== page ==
I received the arc of American Monsters from the publishers via NetGalley in return for an honest review.
7/10

Review of KINDLE Ebook Demon Road – Book 1 of the Demon Road series by Derek Landy

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I read Desolation, the second book in this series earlier this year – see my review here. It seemed to make sense to read the first book when I saw it also available on NetGalley, so I finally got around to it.

demonroadDemon Road kicks off with a shocking opener and never lets up the pace in an epic road-trip across the supernatural landscape of America. Killer cars, vampires, undead serial killers: they’re all here. And the demons? Well, that’s where Amber comes in… Sixteen years old, smart and spirited, she’s just a normal American teenager until the lies are torn away and the demons reveal themselves. Forced to go on the run, she hurtles from one threat to another, revealing a tapestry of terror woven into the very fabric of her life. Her only chance rests with her fellow travellers, who are not at all what they appear to be.

The blurb isn’t kidding. This book starts with a bang and just goes on delivering one shock after another as Amber is hurtled from life as a solitary teen into running for her life under terrible circumstances. She is an appealing protagonist – initially unsure with low self- esteem – until a dramatic change also affects her personality. Fortunately, she isn’t having to face this road trip alone. Milo ends up looking out for her, with his vintage Charger car. Inevitably, they run into yet more trouble and pick up another passenger, Glen.

I really enjoyed Glen joining the team – although I was a little uneasy at the racial stereotype that the Irishman who came to America looking for adventure isn’t the sharpest tool in the box… However, his humorous intervention was very welcome in amongst the death and mayhem that follows their desperate race against Time.

I’m aware this book is aimed at YA, but I would not be happy if the youngsters in my life got hold of it before they were sixteen plus. The violence is visceral and gory. While I appreciated the sheer wicked ghastliness of the antagonists pursuing the teenager, I can see why young, inexperienced readers may find some of the scenes upsetting. And Landy doesn’t flinch from killing off some of his main characters, either…

All in all, I found it an enjoyable, engrossing read, full of thrills and excitement – but it isn’t for the faint-hearted, or highly imaginative, sensitive young teens. I received a copy of Demon Road from the publisher via NetGalley in return for an honest review.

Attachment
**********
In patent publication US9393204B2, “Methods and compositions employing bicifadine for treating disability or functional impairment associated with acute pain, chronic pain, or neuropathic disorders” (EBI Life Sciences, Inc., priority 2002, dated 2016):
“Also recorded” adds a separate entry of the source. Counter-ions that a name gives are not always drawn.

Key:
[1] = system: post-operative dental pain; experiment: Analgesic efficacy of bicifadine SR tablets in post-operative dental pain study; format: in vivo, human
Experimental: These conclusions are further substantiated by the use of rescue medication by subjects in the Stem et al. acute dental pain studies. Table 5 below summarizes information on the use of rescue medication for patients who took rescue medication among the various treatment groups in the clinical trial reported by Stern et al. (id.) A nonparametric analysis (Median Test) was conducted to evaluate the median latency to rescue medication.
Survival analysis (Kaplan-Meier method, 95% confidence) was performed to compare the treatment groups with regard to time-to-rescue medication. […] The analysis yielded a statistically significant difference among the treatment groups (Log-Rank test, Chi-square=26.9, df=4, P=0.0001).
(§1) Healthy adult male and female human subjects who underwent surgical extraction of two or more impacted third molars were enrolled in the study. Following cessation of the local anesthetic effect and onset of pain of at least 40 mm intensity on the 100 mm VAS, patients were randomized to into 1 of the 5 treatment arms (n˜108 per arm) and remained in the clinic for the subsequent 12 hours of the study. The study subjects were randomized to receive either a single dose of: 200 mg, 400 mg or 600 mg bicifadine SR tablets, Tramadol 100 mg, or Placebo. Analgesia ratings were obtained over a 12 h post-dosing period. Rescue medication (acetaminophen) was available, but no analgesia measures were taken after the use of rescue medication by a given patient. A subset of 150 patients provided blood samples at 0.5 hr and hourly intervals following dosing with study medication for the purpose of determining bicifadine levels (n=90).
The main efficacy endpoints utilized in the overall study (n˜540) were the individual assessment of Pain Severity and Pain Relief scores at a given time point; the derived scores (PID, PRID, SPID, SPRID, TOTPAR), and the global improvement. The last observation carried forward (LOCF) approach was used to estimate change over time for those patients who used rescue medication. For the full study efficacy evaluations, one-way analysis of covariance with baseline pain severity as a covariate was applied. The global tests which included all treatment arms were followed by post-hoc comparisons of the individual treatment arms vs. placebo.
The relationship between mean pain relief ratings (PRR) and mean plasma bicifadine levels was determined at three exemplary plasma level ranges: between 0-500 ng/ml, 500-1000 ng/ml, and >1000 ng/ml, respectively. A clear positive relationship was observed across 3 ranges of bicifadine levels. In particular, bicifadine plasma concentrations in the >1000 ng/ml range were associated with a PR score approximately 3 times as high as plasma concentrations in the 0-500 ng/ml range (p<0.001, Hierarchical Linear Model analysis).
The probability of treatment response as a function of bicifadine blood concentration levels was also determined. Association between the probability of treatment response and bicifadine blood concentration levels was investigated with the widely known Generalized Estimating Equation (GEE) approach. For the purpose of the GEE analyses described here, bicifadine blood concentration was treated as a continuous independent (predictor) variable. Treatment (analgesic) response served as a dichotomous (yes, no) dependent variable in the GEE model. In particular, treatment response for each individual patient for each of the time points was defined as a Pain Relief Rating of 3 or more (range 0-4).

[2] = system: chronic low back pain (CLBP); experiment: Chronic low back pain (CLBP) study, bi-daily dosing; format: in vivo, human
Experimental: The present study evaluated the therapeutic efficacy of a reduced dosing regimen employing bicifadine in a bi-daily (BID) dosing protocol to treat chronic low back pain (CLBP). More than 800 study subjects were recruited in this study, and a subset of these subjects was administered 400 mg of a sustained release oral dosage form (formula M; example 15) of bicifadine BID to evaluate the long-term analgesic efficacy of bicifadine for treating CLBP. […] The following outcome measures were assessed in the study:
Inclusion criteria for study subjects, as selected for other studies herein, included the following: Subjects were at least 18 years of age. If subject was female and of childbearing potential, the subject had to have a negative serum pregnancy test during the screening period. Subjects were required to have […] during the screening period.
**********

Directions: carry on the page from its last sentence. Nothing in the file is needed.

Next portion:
8/10

Teaser Tuesday – 7th June 2016

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Teaser

Teaser Tuesday is a weekly bookish meme, hosted by MizB of Books and a Beat.
Anyone can play along! Just do the following:
• Grab your current read
• Open to a random page
• Share two (2) “teaser” sentences from somewhere on that page
• BE CAREFUL NOT TO INCLUDE SPOILERS! (make sure that what you share doesn’t give too much away! You don’t want to ruin the book for others!)
• Share the title & author, too, so that other TT participants can add the book to their TBR Lists if they like your teasers!

This is my choice of the day:
The Passage – Book 1 of The Passage series by Justin Croninthepassage
page 346: He couldn’t have said how old she was. Thirteen? Sixteen? Her hair was long and dark, and thick with mats; she was wearing a pair of threadbare gaps cut off at the ankles and a T-shirt stiff with dirt, all of it too large on her boyish frame.

BLURB: Amy Harper Bellafonte is six years old and her mother thinks she’s the most important person in the whole world. She is.

Anthony Carter doesn’t think he could ever be in a worse place than Death Row. He’s wrong.

FBI agent Brad Wolgast thinks something beyond imagination is coming. It is.

Unaware of each other’s existence but bound together in ways none of them could have imagined, they are about to embark on a journey. An epic journey that will take them through a world transformed by man’s darkest dreams, to the very heart of what it means to be human. And beyond.

Because something is coming. A tidal wave of darkness ready to engulf the world. And Amy is the only person who can stop it.